A City Education: Students Will Stop Saying 'That's Gay' and 'Retarded' if Adults Quit, Too
Not only does using words in a negative context degrade those who may identify with them, they perpetuate the notion that it's okay to say them.
Through A City Education, City Year corps members share their experiences working as tutors and mentors in schools in hopes of closing the opportunity gap and ending the dropout crisis.
Words are powerful. When first spoken, they signify a major developmental milestone. When first read, they can float off the pages in a story and connect the very first concepts learned in school. They're the building blocks for every relationship and interaction in life. But, at some point words can be misunderstood—losing their true meanings or being used to tear other people down.
The words "retarded" and "gay" have snuck their way into our everyday language and have adapted a negative connotation. I've heard everyone from educated and wealthy businessmen to my well-traveled peers use them. I realized that these were just blanket terms for people, masking their intended message. To much of society, they may not seem like a big deal because they're not words that are originally rooted in hate. They may not seem like a big deal because you're not often reprimanded when you use them. But, addressing the use of these words is especially important in schools, where language is developed.
During my first service year with City Year San Antonio, I served as a mentor and tutor to high schoolers in one of the most vibrant and welcoming communities I've ever been a part of. I didn't notice many similarities to my own high school experience but some things sounded familiar. "We have to write two pages? That's so retarded!" or, "Man, I can't pull my pants up that high. I look gay."
One time I was standing just outside the cafeteria when I saw a student with severe developmental disabilities accidentally bump into one of the seniors. The senior shouted the R-word at him, laughed, and ran up the stairs. He didn’t think twice about what he'd said.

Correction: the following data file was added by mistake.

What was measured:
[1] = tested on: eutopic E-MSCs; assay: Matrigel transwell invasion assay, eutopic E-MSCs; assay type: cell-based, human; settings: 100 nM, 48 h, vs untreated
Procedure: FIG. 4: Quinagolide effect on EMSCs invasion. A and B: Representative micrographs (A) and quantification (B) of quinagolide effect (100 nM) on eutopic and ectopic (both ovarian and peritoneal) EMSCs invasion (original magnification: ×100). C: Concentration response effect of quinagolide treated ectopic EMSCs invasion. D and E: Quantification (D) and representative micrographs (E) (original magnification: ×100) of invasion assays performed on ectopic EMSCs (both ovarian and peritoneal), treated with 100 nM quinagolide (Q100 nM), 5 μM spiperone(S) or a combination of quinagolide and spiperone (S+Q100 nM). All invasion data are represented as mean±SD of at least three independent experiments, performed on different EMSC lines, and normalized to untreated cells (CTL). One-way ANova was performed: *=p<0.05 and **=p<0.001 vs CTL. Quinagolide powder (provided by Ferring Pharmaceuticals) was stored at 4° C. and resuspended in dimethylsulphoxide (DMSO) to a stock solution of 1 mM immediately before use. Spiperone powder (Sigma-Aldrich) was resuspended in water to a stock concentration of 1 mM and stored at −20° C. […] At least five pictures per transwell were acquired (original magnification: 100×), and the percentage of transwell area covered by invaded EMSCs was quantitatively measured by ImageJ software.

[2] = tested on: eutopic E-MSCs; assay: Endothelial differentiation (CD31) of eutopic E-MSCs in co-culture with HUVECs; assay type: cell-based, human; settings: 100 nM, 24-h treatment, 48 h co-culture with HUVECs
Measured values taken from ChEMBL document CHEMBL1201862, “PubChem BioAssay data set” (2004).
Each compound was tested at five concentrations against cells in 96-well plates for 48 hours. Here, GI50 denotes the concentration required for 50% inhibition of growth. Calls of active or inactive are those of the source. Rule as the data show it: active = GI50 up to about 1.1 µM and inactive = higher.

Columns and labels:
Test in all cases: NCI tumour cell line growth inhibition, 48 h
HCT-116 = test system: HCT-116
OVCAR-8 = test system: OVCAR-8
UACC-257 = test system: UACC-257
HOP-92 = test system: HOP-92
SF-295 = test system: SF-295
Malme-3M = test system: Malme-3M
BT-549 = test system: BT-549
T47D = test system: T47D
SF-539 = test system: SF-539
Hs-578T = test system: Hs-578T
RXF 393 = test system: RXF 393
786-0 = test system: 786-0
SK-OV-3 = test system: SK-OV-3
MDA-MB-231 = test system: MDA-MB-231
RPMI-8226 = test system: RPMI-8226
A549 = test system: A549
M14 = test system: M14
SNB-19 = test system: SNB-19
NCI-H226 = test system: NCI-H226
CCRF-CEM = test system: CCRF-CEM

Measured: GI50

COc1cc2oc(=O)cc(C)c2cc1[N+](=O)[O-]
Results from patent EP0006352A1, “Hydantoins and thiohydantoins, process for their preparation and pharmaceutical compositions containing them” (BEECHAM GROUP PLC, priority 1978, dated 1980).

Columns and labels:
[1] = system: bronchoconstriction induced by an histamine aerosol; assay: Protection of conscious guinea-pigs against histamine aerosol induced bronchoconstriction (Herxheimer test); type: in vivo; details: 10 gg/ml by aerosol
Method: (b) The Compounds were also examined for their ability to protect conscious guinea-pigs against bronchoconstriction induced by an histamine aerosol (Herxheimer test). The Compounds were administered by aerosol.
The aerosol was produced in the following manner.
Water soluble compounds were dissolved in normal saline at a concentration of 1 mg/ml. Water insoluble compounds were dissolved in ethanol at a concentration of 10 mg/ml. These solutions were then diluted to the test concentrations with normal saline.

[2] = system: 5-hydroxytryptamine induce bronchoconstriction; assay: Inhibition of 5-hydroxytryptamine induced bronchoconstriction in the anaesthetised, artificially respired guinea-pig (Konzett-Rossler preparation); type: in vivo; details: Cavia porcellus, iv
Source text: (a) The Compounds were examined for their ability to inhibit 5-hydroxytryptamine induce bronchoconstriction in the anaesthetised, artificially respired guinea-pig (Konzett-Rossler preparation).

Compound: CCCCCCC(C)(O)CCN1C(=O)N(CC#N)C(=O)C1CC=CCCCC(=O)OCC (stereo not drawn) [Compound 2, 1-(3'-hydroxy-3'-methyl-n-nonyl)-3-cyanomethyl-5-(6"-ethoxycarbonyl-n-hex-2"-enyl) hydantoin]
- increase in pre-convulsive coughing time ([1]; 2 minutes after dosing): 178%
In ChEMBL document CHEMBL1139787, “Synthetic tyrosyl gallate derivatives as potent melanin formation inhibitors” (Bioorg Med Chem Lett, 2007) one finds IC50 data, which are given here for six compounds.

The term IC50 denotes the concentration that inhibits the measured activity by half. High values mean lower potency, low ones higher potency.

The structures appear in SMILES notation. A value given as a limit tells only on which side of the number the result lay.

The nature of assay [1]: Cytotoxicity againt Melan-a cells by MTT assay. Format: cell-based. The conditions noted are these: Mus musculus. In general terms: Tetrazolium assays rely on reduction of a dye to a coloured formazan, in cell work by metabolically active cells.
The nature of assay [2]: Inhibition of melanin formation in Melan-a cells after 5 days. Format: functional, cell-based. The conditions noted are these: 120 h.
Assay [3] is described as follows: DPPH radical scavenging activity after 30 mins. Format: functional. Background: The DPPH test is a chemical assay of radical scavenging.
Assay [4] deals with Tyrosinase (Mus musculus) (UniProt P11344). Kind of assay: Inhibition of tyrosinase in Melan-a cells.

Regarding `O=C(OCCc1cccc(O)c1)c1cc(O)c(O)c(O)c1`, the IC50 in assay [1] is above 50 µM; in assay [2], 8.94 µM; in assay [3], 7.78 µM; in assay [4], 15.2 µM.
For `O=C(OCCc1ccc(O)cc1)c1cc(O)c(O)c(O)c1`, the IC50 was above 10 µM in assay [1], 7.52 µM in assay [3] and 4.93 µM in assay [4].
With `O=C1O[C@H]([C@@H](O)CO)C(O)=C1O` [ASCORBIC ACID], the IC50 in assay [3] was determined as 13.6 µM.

In the midst of trying to get my students to show up to school regularly, stop them from getting into fights, improve their grades, prompt them to think about their future, how could I also going to change the way they think about language and get them to develop empathy? Students say these two words so often that people don't think twice about it. But, it's not just the kids who say those words, and it's important to realize that they don't just learn them on their own.
Unlike so many other things, words don't discriminate against age, class, or education. Hurtful words can flow just as easily out of the mouth of the middle-aged businessman as they can out of the mouth of a ninth grader in an inner-city school.
And, while people don't always use these words maliciously, we can't allow it to be acceptable in one context and inappropriate in the other. We need students to understand that using hurtful, hateful words, even if they are not directed to anyone in particular, is still wrong. It's even more important that we're consistent because the normalization of these words and the inconsistent way we reprimand them can result in a generation numb to the consequences of what they say.
Before you think about using them, are the color of those pants really "gay?" Is it really "retarded" that your favorite sports team lost? No. Not only does using these words in a negative context degrade those who may identify with them, but they perpetuate the notion that it's okay to say whatever you want because it's not what you really mean.
When my students used these words, I'd continually explain to them that if it's not what they really mean, then why say it at all? Although I'd initially get some eye rolls from them, eventually some of them stopped using derogatory words altogether.
If we're going to teach youth that what they have to say is important, and the way they treat others is important, then we have to make a point to help them understand why their language matters. We need to put as much importance on children becoming socially conscious, compassionate people as we do on grades and state standards. Ultimately, this requires us to lead by example and be conscious of our own word choices and actions. Change may be hard, but as educators, parents and community members, it starts with us.
Click here to say you'll take the pledge to end the use of the "r-word."
Unhappy teenage girl image via Shutterstock